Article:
How about scholars, the "doctors" as Newman calls them? Scholarship is not synonymous with pastoral decision support; scholarship can aid that process, but it doesn't replace it. Unless you know of scholars who delight in aiding the confused and in answering the question "What should I do?" My experience of scholars is that their pastoral roots don't run very deep. They quickly become exasperated with the unwashed, telling them "Go figure it out for yourself."

There seems to be a space for the prophet, who reflects the communities collective experience and wisdom back to itself, out to the world, and also to the individual believer. Much is made of the phrase "Speaking truth to power." Who will speak truth to the power of Almighty Individual?

If Benedict is not acceptable, I sure don't need a theologian telling me what to do.

Paula said...

Happy Thanksgiving. Thanks, Michael, for posting William Lindsay's heartfelt lament and thanks, Marky, for your thoughtful comment. I agree with you, Marky, that the almighty individual is not on his/her own spiritually and intellectually equipped to be the final arbiter of faith and morals. The community of scholars, pastors, faithful people, all have wisdom that has to be listened to. I hear you saying that it is Benedict's job to be the spokesman for that community to us as individuals and you depend on him for that. Do I understand you correctly? I never thought of it just like that before, but it sounds like what I believe too.
But the problem that William Lindsay points out, I think, is that this particular spokesman and John Paul II before him, have not listened to the community well enough or discerned the fundamental moral point clearly enough or quickly enough to be lauded as spokesmen. Can you say that isn't a just criticism?

Joe said...

Bill is one of the most articulate critics of Vatican sex-discourse, and he always assesses it in a very thought-provoking way.

Freedom of conscience means that while we listen to the wisdom of the most qualified and the guidelines of religious authority, it is up to our conscience to decide how to proceed. Any situation that prompts us to moral questioning is likely to contain complexities that are not easily resolved in a black or white way. People imagined that the Church had black and white answers on the sexual front, but Benedict's murky remarks and the hugely complex interpretive commentary they have already generated has suddenly thrust on us the realization that this realm is as complex as any other. Will Catholics now grow up and assume their freedom of conscience?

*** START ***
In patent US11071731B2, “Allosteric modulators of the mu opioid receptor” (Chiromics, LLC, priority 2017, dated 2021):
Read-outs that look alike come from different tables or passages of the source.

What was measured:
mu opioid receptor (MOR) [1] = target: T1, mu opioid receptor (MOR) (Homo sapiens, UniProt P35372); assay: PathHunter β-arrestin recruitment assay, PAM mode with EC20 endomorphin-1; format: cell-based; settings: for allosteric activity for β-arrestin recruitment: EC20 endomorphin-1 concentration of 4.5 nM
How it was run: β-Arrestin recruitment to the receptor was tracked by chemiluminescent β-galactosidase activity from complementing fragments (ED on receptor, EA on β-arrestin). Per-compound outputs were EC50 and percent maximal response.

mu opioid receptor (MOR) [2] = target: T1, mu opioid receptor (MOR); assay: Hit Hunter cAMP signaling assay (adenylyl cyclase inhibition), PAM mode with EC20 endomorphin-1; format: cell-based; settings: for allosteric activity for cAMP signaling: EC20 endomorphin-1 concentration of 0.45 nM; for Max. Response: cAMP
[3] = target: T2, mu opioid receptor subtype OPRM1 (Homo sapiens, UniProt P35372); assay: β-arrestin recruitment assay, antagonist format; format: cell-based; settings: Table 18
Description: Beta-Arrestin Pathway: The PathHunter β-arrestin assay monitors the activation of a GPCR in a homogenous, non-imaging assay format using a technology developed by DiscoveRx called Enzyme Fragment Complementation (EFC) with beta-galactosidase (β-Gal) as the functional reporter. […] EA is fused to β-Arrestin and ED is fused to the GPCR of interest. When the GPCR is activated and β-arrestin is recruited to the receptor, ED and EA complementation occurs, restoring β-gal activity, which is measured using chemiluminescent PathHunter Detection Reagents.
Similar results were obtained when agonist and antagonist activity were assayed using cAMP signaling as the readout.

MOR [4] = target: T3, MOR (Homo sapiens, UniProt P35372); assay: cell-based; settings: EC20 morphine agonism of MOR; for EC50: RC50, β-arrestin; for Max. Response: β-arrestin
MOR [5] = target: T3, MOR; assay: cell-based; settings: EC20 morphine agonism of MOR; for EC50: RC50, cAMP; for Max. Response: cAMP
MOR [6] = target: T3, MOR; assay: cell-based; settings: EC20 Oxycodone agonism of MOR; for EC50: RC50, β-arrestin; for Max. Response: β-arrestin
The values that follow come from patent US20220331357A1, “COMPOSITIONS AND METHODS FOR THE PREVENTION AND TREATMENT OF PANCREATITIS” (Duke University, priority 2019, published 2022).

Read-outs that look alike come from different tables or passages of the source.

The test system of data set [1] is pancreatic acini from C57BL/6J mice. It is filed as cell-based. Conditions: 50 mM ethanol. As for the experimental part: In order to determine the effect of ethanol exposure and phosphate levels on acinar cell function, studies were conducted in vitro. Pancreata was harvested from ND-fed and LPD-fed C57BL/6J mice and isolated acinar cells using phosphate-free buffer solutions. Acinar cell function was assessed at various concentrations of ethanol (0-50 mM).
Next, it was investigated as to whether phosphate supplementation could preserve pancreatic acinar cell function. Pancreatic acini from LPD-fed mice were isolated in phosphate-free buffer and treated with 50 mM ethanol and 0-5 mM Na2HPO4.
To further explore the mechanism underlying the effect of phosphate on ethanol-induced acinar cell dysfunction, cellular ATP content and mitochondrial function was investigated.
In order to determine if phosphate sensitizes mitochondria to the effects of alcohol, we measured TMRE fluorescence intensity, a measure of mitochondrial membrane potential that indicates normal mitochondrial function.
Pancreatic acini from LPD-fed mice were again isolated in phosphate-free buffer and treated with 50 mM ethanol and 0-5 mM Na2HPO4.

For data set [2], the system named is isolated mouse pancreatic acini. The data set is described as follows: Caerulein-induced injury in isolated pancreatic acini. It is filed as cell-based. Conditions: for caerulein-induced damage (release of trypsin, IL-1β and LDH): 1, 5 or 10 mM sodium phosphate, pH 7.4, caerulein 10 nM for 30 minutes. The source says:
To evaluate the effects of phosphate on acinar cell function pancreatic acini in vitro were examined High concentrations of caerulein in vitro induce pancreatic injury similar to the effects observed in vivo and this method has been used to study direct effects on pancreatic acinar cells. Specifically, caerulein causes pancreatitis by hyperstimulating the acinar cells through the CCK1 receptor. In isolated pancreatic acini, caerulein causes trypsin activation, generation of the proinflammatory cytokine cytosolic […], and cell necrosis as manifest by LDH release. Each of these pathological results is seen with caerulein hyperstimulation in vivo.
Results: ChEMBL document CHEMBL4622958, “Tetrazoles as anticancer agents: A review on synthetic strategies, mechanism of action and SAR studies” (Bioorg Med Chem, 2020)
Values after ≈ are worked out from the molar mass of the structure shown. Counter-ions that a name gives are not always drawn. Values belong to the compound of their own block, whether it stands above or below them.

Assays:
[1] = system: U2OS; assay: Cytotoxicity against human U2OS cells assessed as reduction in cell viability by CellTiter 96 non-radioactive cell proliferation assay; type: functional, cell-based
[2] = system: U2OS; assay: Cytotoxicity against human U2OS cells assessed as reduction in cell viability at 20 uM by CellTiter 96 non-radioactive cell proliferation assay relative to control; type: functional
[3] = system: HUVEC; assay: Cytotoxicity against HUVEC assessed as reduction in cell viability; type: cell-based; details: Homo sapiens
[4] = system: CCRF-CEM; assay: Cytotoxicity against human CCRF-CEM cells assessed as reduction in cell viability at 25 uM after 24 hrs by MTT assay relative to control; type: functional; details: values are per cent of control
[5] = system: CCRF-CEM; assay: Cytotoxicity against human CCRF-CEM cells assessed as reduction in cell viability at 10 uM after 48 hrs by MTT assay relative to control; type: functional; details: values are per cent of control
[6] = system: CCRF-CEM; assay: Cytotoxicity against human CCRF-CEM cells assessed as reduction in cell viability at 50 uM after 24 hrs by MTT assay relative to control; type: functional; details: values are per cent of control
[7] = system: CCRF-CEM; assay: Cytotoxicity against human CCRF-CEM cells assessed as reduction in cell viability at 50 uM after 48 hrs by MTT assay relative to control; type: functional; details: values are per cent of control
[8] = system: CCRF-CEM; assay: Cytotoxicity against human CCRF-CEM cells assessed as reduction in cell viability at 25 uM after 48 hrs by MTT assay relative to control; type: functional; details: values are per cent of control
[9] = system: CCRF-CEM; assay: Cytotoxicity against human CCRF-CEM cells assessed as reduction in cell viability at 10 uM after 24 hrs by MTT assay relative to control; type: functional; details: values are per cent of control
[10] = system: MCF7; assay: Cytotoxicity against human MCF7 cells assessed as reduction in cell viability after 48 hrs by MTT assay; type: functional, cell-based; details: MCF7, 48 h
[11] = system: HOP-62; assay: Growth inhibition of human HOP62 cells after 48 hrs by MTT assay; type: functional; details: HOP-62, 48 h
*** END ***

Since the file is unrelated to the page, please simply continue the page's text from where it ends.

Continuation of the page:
Mark said...

Joe and Paula, thank you both for your comments, but is there no distance between, no difference between, "freedom of conscience" and "doing what I want?" The flips side of freedom is responsibility, yes?

I am not a Biblical literalist (sic) and I am not fond of proof texts. That said, I found the interpretation of Matthew 7:1 - "“Do not judge, or you too will be judged." - used in common discourse to be eisegetical (sic). Today the phrase "don't judge" is a typical response when I say I am acting according to my informed conscience, and somebody challenges my information, my conscience and my actions. The way this phrase is used today is not the way it was used by the community Matthew was writing in, too and for 2,000 years ago.

The reverse must also be considered, that whatever Matthew's community was dealing with, it is not necessarily true that we are dealing with the same thing today, or that "don't judge," the way the ancients said those words (or something like them) and heard them, applies currently, but I digress.

I assert that primacy of conscience must be questions - constantly. Why? Because human beings can and do find ways to justify selfish, harmful behavior under the cover of the "informed conscience."